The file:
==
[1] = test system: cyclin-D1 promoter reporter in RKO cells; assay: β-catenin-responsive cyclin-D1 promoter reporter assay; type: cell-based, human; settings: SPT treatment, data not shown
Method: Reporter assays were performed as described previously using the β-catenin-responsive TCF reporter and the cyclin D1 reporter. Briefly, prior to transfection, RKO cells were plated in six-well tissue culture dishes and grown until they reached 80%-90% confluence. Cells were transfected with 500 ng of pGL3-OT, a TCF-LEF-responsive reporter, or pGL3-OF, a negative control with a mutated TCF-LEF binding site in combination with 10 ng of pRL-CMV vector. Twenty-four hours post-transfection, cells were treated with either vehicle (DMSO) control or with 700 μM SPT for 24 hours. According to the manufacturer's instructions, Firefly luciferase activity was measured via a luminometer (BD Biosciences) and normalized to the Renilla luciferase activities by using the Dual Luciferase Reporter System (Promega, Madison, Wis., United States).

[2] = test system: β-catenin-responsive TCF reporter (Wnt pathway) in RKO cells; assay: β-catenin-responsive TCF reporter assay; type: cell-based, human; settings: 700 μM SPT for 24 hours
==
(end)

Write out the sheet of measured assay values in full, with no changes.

[1] = test system: cyclin-D1 promoter reporter in RKO cells; assay: β-catenin-responsive cyclin-D1 promoter reporter assay; type: cell-based, human; settings: SPT treatment, data not shown
Method: Reporter assays were performed as described previously using the β-catenin-responsive TCF reporter and the cyclin D1 reporter. Briefly, prior to transfection, RKO cells were plated in six-well tissue culture dishes and grown until they reached 80%-90% confluence. Cells were transfected with 500 ng of pGL3-OT, a TCF-LEF-responsive reporter, or pGL3-OF, a negative control with a mutated TCF-LEF binding site in combination with 10 ng of pRL-CMV vector. Twenty-four hours post-transfection, cells were treated with either vehicle (DMSO) control or with 700 μM SPT for 24 hours. According to the manufacturer's instructions, Firefly luciferase activity was measured via a luminometer (BD Biosciences) and normalized to the Renilla luciferase activities by using the Dual Luciferase Reporter System (Promega, Madison, Wis., United States).

[2] = test system: β-catenin-responsive TCF reporter (Wnt pathway) in RKO cells; assay: β-catenin-responsive TCF reporter assay; type: cell-based, human; settings: 700 μM SPT for 24 hours